My name is George, a fourth year PhD student based at the University of Cambridge Crop Science Centre, and the National Institute of Agricultural Botany (NIAB). I’m interested in the diversity and abundance of symbiotic microorganisms in agricultural systems, quantified with a mixture of metagenomic and microscopic approaches. I have projects running from the national scale, to farm based trials, and have additional collaborative projects with The Food and Environment Research Agency (FERA), and Cambridge Computer Science.
I am co-chair of the Cambridge Food Security Forum (CFSF), an interdisciplinary network of PhD students and early career researchers at the University of Cambridge. CFSF aims to promote interdisciplinary discussion amongst researchers, community groups and all who are interested in achieving a sustainable food system. The Forum hosts and supports events around the theme of food security and sustainability, and I encourage anyone with a background or interest in food security to get in contact. This year, the CFSF is supporting the Venture Creation Weekend in Food Sustainability, hosted by Cambridge Judge Business School, in partnership with illumina.
A sustainable food system is a food system that delivers food security and nutrition for all in such a way that the economic, social and environmental bases to generate food security and nutrition for future generations are not compromised. The concept encompasses the production, distribution, and consumption of food, and is dynamic, and specific to the country and context in question.
The core principals of food sustainability are to:
- Improve efficiency of resource use (land, water, fisheries, forests)
- Protect and enhance the sustainability of natural resources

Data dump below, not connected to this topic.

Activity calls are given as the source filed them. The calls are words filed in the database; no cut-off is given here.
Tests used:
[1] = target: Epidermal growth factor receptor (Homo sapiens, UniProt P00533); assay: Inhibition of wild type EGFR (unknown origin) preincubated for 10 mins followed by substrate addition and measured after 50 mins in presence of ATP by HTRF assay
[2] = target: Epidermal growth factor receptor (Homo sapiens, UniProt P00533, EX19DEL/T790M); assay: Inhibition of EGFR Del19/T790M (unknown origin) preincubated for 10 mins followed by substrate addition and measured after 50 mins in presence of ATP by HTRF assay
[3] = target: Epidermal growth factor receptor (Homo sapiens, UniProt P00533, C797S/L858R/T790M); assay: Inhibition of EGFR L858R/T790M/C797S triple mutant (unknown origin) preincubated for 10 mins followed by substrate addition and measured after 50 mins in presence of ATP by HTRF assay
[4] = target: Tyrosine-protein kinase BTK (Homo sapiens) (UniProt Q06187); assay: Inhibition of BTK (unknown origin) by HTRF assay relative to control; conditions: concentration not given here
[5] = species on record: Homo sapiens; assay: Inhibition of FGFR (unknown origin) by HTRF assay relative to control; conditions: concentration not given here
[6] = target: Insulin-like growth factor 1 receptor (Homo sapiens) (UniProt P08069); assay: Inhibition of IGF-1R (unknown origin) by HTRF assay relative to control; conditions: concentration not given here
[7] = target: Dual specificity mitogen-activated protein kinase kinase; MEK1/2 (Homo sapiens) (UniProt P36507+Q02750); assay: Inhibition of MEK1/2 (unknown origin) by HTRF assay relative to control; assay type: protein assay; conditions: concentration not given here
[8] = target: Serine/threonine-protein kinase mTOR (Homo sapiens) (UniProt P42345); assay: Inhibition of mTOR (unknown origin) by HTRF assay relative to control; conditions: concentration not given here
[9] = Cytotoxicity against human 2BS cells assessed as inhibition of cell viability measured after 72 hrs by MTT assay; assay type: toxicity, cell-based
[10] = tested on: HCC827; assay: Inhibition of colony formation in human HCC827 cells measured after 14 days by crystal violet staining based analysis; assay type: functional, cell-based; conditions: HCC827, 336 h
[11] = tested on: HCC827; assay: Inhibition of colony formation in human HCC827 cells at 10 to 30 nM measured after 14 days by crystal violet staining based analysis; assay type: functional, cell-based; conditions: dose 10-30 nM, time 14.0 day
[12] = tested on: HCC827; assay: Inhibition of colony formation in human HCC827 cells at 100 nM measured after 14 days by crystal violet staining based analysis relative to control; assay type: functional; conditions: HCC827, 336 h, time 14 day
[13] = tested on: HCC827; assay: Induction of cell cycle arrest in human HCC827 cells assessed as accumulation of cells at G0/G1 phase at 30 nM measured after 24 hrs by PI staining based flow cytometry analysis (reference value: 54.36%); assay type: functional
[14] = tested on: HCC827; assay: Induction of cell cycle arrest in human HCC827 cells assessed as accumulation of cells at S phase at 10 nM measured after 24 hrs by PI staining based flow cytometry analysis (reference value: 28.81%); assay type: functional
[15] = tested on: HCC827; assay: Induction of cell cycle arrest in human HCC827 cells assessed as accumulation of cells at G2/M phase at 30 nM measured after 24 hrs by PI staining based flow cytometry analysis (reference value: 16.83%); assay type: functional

- Protect and improve rural livelihoods, equity, women’s empowerment, and social wellbeing
- Enhance the resilience of people, communities, and ecosystems to perturbations such as climate change and natural disaster
- Ensure that governance of natural resources is responsible and effective
Reports suggest that in 2019, 690 million people were undernourished, approximately 60 million more than in 2014. Furthermore, the world is not on track to achieve the SDG 2.1 Zero Hunger target, with an additional 150 million people being classed as undernourished by 2030. This includes 433 million people in Africa and 330 million people in Asia. Concerningly, these figures do not consider the global impacts of the COVID-19 pandemic, which may add between 83 and 132 million people to the total number of undernourished in the world in 2020.
The Virtual Venture Creation Weekend in Food Sustainability, is a unique opportunity for individuals working across a range of disciplines to come together to work towards the common goal of improving food security and sustainability. By the end of the weekend, I hope that the wealth of knowledge of participants, mentors, and judges, will have formed ideas that may grow to have real world impact on food security and sustainability. One or more of the participating teams will be invited to interview for the Accelerate Cambridge incubator programme delivered by the Judge Business School Entrepreneurship Centre, an excellent platform to kickstart successful ideas.
Looking forward to meeting you over the weekend,
Don’t miss the opportunity to meet like-minded innovators and evolve your ideas into real ventures at our Venture Creation Weekend (VCW) 5-7 February 2021. The upcoming VCW is organised in partnership with Illumina and supported by Cambridge Food Security Forum. We also have a limited number of sponsored places for postdocs and final-year PhD students from selected University of Cambridge departments.